The notice of the ballot result to members will have to include information about whether the 50% voter participation was met, and in the case of the so called ‘important public services’ must include information about whether the 40% voter support threshold was met (clause 5);



The union will have to include information about industrial action in its annual report to the Certification Officer (the statutory body established in 1976 to supervise trade unions): o The information must include details about each dispute in which the union has been engaged in the year in question, the action taken and its duration. o The information supplied annually to the Certification Officer must include the information provided in any notices of industrial action

50

Ibid, s 234A. On the Social Charter, see most recently European Committee of Social Rights, Conclusions XX-3 (2014). 52 ILO Constitution, article 22 (annual reports on ratified Conventions). 51

16

t results issued in the year in question (clause 6); 53 •

The union will have to give 14 days rather than 7 days notice to the employer before taking industrial action with the authority of a ballot (clause7);



A ballot mandate will be valid for only four months. If the dispute is not settled in that time and if the action is to continue, the union must hold a fresh ballot for authority to continue taking industrial action (clause 8).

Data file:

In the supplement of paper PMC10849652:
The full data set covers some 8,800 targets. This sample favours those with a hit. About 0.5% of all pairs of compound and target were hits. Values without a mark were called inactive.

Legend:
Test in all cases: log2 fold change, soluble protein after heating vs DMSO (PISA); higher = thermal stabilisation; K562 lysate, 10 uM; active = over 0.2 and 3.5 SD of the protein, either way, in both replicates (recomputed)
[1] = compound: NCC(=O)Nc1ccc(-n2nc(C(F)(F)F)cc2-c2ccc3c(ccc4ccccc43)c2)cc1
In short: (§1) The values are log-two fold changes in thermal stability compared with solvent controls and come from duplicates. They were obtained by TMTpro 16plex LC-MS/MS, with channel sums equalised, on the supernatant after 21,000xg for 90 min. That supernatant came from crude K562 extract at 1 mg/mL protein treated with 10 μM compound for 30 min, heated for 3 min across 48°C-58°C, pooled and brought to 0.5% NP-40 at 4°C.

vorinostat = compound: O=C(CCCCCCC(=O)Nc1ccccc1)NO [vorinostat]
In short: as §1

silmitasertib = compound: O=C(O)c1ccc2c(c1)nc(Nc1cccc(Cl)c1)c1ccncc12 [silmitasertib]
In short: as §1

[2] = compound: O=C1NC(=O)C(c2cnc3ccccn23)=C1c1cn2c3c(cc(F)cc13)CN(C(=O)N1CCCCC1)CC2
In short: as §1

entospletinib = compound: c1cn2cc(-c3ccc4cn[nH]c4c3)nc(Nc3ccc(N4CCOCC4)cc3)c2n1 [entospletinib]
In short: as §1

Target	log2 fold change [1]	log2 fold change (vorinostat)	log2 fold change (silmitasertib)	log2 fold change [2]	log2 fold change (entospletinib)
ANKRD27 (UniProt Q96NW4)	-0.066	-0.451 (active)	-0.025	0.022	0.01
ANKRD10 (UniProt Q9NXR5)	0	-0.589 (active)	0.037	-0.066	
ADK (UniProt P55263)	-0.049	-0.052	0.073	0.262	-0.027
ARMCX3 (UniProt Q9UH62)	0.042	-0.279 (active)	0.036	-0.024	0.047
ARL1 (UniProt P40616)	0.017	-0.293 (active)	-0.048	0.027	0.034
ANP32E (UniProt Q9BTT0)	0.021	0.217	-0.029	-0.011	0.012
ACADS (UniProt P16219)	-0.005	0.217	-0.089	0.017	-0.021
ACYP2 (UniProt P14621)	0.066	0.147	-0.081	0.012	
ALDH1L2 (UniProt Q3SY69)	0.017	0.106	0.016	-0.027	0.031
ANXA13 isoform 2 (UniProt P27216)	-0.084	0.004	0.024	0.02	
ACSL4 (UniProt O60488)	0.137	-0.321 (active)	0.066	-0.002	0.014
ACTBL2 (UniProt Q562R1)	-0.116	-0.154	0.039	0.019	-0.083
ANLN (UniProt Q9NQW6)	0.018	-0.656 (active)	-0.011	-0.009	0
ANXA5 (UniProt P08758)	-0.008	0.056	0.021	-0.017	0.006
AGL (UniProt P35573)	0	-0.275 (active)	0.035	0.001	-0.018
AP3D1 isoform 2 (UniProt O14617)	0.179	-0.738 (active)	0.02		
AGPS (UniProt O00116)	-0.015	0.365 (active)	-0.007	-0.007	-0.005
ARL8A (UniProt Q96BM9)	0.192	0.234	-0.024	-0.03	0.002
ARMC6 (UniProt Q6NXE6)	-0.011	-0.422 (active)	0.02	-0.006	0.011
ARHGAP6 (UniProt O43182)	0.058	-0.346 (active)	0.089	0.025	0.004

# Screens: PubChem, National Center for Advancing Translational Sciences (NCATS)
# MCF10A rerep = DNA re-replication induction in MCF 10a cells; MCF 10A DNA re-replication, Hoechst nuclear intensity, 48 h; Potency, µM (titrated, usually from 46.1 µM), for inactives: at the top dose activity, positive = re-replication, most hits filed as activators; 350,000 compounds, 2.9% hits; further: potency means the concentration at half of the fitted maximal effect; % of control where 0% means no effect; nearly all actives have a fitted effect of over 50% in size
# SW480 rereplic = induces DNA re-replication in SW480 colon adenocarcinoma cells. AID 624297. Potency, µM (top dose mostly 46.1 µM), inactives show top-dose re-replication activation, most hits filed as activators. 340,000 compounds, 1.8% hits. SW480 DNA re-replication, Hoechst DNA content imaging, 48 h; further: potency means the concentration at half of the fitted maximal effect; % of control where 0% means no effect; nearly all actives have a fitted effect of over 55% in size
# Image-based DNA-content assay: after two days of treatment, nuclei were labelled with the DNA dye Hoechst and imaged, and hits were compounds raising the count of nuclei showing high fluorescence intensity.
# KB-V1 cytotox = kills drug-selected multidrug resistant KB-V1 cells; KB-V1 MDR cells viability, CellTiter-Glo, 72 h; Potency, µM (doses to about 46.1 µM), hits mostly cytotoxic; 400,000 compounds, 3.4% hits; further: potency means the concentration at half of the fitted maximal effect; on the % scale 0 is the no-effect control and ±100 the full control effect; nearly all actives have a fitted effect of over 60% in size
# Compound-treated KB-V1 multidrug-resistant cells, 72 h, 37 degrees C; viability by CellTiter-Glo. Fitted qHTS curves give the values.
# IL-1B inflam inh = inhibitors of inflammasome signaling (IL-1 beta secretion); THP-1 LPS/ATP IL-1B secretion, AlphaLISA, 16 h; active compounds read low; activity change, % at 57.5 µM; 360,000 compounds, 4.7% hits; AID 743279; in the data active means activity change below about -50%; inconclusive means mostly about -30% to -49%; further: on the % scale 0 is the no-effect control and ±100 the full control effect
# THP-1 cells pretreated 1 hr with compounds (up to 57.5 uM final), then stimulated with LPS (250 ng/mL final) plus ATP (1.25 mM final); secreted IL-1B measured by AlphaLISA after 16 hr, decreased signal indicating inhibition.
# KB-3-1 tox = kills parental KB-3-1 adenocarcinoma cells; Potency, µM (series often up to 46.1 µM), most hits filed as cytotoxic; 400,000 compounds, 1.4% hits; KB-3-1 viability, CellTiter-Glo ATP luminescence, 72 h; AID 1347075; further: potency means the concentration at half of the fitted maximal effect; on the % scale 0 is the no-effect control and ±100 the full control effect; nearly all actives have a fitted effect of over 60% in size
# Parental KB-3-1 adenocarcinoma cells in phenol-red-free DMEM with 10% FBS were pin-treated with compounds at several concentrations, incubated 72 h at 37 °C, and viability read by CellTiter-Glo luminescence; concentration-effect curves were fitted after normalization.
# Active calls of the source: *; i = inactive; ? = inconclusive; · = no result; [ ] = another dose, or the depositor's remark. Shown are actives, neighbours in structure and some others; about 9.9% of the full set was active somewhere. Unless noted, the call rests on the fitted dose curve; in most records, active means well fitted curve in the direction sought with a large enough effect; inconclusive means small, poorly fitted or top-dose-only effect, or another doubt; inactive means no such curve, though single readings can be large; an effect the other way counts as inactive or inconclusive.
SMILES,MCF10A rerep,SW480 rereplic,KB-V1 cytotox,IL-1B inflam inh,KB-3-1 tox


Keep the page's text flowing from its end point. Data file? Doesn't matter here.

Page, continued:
45 The TUC takes the view that the existing procedural obligations in relation to industrial action in British law are excessive and disproportionate, and that the excessive and disproportionate nature of these obligations are compounded by the Trade Union Bill, clauses 4 – 8. The TUC believes that the cumulative impact of these provisions, and the opportunity they provide for harassing and expensive litigation by employers, are wholly inconsistent with the government’s obligations under Convention 87, article 11 to ‘take all necessary and appropriate measures to ensure that workers and employers may exercise freely the right to organise’. 46 In addition to the generally corrosive impact of these changes, there are specific proposals that call for separate attention: •

The Certification Officer is an official of the State, created by statute and appointed by the government. 54 There can be no justification for a trade union having to share with a State official the information that it must provide to its members. The provision of this information serves no purpose other than to provide a continuing sense of State supervision and intrusion into the affairs of voluntary associations, which is quite inconsistent with the idea of trade union autonomy.